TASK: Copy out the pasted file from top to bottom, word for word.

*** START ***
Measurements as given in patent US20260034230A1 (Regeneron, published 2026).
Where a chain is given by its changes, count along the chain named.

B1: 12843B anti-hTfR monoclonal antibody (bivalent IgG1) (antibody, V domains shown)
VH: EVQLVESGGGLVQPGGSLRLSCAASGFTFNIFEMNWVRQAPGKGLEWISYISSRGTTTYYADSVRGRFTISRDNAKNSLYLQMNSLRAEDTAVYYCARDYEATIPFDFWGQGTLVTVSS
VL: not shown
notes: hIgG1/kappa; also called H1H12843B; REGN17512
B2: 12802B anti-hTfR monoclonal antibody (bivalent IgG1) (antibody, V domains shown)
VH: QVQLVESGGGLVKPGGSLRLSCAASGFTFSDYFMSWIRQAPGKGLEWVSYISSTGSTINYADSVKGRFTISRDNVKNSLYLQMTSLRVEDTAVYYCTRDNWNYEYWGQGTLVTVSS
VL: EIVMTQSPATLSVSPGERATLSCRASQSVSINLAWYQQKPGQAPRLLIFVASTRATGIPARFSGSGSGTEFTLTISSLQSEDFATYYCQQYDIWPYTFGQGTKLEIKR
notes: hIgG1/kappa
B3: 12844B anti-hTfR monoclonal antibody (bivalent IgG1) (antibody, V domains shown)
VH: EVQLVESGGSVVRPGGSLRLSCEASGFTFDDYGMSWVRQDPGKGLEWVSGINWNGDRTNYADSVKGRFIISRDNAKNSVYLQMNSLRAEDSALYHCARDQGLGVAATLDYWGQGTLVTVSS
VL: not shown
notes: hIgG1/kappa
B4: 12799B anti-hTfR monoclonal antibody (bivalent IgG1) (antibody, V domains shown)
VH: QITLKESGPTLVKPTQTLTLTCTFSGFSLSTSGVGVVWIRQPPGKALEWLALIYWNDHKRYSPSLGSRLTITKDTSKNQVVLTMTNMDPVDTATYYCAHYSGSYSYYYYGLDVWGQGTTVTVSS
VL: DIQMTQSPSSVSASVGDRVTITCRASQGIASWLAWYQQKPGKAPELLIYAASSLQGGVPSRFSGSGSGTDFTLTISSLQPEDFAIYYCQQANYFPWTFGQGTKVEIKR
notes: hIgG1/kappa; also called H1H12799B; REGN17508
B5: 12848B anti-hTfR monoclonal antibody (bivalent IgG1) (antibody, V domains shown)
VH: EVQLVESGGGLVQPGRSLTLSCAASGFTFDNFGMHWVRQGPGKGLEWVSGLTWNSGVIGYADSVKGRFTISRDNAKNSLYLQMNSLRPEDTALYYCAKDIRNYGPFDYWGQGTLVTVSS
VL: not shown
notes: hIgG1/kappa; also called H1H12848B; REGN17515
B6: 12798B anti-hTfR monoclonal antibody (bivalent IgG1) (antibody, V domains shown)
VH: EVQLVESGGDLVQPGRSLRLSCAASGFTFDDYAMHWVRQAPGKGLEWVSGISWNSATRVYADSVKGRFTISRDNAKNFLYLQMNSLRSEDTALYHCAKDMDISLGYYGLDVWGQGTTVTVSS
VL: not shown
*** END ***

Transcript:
Measurements as given in patent US20260034230A1 (Regeneron, published 2026).
Where a chain is given by its changes, count along the chain named.

B1: 12843B anti-hTfR monoclonal antibody (bivalent IgG1) (antibody, V domains shown)
VH: EVQLVESGGGLVQPGGSLRLSCAASGFTFNIFEMNWVRQAPGKGLEWISYISSRGTTTYYADSVRGRFTISRDNAKNSLYLQMNSLRAEDTAVYYCARDYEATIPFDFWGQGTLVTVSS
VL: not shown
notes: hIgG1/kappa; also called H1H12843B; REGN17512
B2: 12802B anti-hTfR monoclonal antibody (bivalent IgG1) (antibody, V domains shown)
VH: QVQLVESGGGLVKPGGSLRLSCAASGFTFSDYFMSWIRQAPGKGLEWVSYISSTGSTINYADSVKGRFTISRDNVKNSLYLQMTSLRVEDTAVYYCTRDNWNYEYWGQGTLVTVSS
VL: EIVMTQSPATLSVSPGERATLSCRASQSVSINLAWYQQKPGQAPRLLIFVASTRATGIPARFSGSGSGTEFTLTISSLQSEDFATYYCQQYDIWPYTFGQGTKLEIKR
notes: hIgG1/kappa
B3: 12844B anti-hTfR monoclonal antibody (bivalent IgG1) (antibody, V domains shown)
VH: EVQLVESGGSVVRPGGSLRLSCEASGFTFDDYGMSWVRQDPGKGLEWVSGINWNGDRTNYADSVKGRFIISRDNAKNSVYLQMNSLRAEDSALYHCARDQGLGVAATLDYWGQGTLVTVSS
VL: not shown
notes: hIgG1/kappa
B4: 12799B anti-hTfR monoclonal antibody (bivalent IgG1) (antibody, V domains shown)
VH: QITLKESGPTLVKPTQTLTLTCTFSGFSLSTSGVGVVWIRQPPGKALEWLALIYWNDHKRYSPSLGSRLTITKDTSKNQVVLTMTNMDPVDTATYYCAHYSGSYSYYYYGLDVWGQGTTVTVSS
VL: DIQMTQSPSSVSASVGDRVTITCRASQGIASWLAWYQQKPGKAPELLIYAASSLQGGVPSRFSGSGSGTDFTLTISSLQPEDFAIYYCQQANYFPWTFGQGTKVEIKR
notes: hIgG1/kappa; also called H1H12799B; REGN17508
B5: 12848B anti-hTfR monoclonal antibody (bivalent IgG1) (antibody, V domains shown)
VH: EVQLVESGGGLVQPGRSLTLSCAASGFTFDNFGMHWVRQGPGKGLEWVSGLTWNSGVIGYADSVKGRFTISRDNAKNSLYLQMNSLRPEDTALYYCAKDIRNYGPFDYWGQGTLVTVSS
VL: not shown
notes: hIgG1/kappa; also called H1H12848B; REGN17515
B6: 12798B anti-hTfR monoclonal antibody (bivalent IgG1) (antibody, V domains shown)
VH: EVQLVESGGDLVQPGRSLRLSCAASGFTFDDYAMHWVRQAPGKGLEWVSGISWNSATRVYADSVKGRFTISRDNAKNFLYLQMNSLRSEDTALYHCAKDMDISLGYYGLDVWGQGTTVTVSS
VL: not shown